Home > Publications . Search All . Browse All . Country . Browse PSC Pubs . PSC Report Series

PSC In The News

RSS Feed icon

Yang comments on importance of migrant remittances to future of recipient families

Bailey and Danziger's War on Poverty book reviewed in NY Review of Books

Bloomberg cites MTF data in story on CDC's anti-smoking ads for e-cigarettes

Highlights

Hicken wins 2015 UROP Outstanding Research Mentor Award

U-M ranked #1 in Sociology of Population by USN&WR's "Best Graduate Schools"

PAA 2015 Annual Meeting: Preliminary program and list of UM participants

ISR addition wins LEED Gold Certification

Next Brown Bag

Mon, April 6
Jinkook Lee, Wellbeing of the Elderly in East Asia

Double Jeopardy or Compensating Disadvantage? The Interaction Effect of Gender and Race on Earnings in the U.S.

Publication Abstract

Download PDF versionGreenman, Emily, and Yu Xie. 2006. "Double Jeopardy or Compensating Disadvantage? The Interaction Effect of Gender and Race on Earnings in the U.S." PSC Research Report No. 06-604. August 2006.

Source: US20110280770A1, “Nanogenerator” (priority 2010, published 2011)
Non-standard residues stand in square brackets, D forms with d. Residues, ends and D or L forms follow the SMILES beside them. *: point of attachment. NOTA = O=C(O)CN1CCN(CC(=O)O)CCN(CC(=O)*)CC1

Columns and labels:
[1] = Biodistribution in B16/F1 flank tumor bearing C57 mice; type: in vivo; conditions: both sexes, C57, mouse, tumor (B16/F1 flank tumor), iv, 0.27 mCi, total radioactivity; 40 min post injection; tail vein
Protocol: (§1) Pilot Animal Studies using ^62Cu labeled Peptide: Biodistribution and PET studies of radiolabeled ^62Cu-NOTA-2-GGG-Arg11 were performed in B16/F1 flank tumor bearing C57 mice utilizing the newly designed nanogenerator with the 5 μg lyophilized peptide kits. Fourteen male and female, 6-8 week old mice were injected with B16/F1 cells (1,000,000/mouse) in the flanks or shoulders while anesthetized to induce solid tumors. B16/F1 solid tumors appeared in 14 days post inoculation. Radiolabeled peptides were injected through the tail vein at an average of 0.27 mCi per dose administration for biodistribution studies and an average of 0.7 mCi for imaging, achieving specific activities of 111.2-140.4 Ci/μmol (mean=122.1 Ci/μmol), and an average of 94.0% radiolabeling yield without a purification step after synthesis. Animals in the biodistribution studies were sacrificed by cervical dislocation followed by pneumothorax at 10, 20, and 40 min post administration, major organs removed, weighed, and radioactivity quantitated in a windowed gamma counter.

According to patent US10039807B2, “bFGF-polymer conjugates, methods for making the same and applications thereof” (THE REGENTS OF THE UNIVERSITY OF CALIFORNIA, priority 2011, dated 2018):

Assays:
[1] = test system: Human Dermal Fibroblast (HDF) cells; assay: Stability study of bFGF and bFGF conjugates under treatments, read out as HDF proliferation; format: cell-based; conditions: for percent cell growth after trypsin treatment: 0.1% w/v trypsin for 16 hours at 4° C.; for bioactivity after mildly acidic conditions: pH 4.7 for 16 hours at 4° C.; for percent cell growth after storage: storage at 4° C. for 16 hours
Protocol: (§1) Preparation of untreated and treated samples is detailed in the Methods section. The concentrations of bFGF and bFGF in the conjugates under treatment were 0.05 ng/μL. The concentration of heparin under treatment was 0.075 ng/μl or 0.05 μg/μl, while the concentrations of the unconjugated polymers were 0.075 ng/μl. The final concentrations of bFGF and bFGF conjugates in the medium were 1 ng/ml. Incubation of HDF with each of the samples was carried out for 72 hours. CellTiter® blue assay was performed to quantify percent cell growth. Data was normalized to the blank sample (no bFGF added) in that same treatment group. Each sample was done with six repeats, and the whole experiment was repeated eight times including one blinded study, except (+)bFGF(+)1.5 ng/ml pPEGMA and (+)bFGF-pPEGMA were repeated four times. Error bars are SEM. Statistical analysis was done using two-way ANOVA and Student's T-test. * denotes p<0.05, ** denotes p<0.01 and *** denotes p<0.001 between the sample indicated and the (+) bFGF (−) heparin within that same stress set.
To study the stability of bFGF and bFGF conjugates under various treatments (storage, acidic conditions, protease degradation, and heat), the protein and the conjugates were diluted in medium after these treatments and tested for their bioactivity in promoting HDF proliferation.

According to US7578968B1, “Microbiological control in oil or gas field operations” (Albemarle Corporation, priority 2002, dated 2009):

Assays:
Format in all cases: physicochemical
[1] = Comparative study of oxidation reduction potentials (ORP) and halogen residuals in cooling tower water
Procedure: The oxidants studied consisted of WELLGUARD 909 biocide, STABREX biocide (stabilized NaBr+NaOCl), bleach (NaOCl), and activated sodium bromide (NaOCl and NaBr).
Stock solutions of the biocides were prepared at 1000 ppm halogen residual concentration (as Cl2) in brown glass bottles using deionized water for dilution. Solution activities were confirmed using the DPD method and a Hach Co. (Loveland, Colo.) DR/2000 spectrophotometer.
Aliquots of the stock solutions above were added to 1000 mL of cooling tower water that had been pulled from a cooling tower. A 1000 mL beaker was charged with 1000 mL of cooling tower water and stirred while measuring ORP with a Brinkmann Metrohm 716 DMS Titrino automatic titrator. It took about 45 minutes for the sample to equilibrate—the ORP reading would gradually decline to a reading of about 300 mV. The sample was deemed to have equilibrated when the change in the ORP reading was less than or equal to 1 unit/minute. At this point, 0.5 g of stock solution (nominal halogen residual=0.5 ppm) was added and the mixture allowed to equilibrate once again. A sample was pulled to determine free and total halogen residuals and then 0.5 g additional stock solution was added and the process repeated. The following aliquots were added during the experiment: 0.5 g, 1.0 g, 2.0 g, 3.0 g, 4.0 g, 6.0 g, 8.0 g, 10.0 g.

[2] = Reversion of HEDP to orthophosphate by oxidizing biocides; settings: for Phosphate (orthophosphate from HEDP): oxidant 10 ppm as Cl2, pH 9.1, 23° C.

There are sizeable earnings differentials by both gender and race in the U.S. labor market, with women earning less than men and most racial/ethnic minority groups earning less than whites. It has been proposed in the previous literature that the effects of gender and race on earnings are additive, so that minority women suffer the full disadvantage of each status. We test this proposition for a broad range of minority groups in the U.S. We find that women of all minority groups in the U.S. suffer a smaller gender penalty than white women. Exploring the potential role of racial variation in gender role specialization in producing such differentials, we find some empirical evidence suggesting that white families specialize more than families of most other races.

Browse | Search : All Pubs | Next